Figure 1. Schematic diagram depicting the apparatus for the spectrophotometric analysis of (a) untreated and (b) treated OA articular cartilage explants. (a) Polarized light is directed to the surface of an explant from each side (parallel arrows), and a digital imaging camera mounted on a microscope located directly above the explant captures the spectrum of reflected light (wavy colored lines). The colors reflecting from the cartilage depend upon the depth of the surface defects—red being the color reflected from the most superficial areas of erosion; and the succeeding colors of yellow, green, light blue and dark blue being reflected from ever deeper areas of destruction. Data from the spectrum of reflected light are transmitted to a computer program that calculates the percent of the total reflected light represented by each color; (b) After electrical stimulation, the reflected light is shifted toward the longer wavelengths indicating a lessening of the depths of defects.

per group. One group was harvested at Day 3 to serve as a baseline, and the other four were divided into experimental groups: Untreated (-IL -S), Stimulated (-IL +S), Interleukin Treated (100 ng/ml human recombinant IL-1β (R & D Systems, Minneapolis, Minnesota) (+IL -S), and Interleukin Treated plus Stimulated (+IL +S). The relevant groups were stimulated for seven days beginning at Day 3; the media was changed every two days

Figure 2. Spectrophotomicrographs (a), (b) and bright light photomicrographs (e), (f) of a single representative OA articular cartilage explant are shown before (a), (e) and after (b), (f) electrical stimulation. The tabular data (c), (d) show the numerical spectral data (Start and End) for each color, the pixel number for the total area of each color, and the percent of the total area represented by that color for the unstimulated (c) and stimulated (d) explants. An area of particular interest is circled in the upper spectrophotomicrographs (a), (b) indicating that the surface area is being restored. In the lower micrographs (e), (f), a different area indicated by an arrow is being restored. Final magnification for all micrographs = 16×.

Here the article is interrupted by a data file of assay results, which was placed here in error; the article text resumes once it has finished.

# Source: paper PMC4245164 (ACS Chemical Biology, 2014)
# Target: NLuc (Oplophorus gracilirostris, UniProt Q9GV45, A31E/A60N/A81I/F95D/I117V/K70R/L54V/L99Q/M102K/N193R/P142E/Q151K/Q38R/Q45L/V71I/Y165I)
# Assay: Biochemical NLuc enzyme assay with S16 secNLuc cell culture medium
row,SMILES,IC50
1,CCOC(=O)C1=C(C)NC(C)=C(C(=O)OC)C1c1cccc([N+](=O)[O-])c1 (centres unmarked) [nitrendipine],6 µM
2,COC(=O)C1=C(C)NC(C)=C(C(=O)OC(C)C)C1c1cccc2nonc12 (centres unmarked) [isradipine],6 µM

and explants harvested at Day 10. For this study, the same compound signal was used for stimulation as reported previously [8] a capacitively coupled electric field of 20 mV/cm with a sine wave configuration at a frequency of 60 kHz was applied to the explant in each dish for thirty minutes at a 100% duty-cycle (to downregulate metalloproteinases); this was followed by a pulsed 50% duty cycle (one minute on/one minute off) that was on one hour and off five hours, four times per day (to up-regulate aggrecan and collagen type II mRNAs).

2.4. Biochemical Analysis

After the spectrophotomicrographs were taken, individual explants from the various Day 10 groups were washed with phosphate-buffered saline, cut into smaller pieces with a sharp blade, and digested with papain (Sigma-Aldrich) [12]. Each explant digest was analyzed for total DNA [13] (as an index of cell number), hydroxyproline [14] (as an index of collagen content), and hexosamine [15] (as an index of proteoglycan content). The biochemical values for each explant were normalized to the DNA content of that explant.

2.5. Statistical Analysis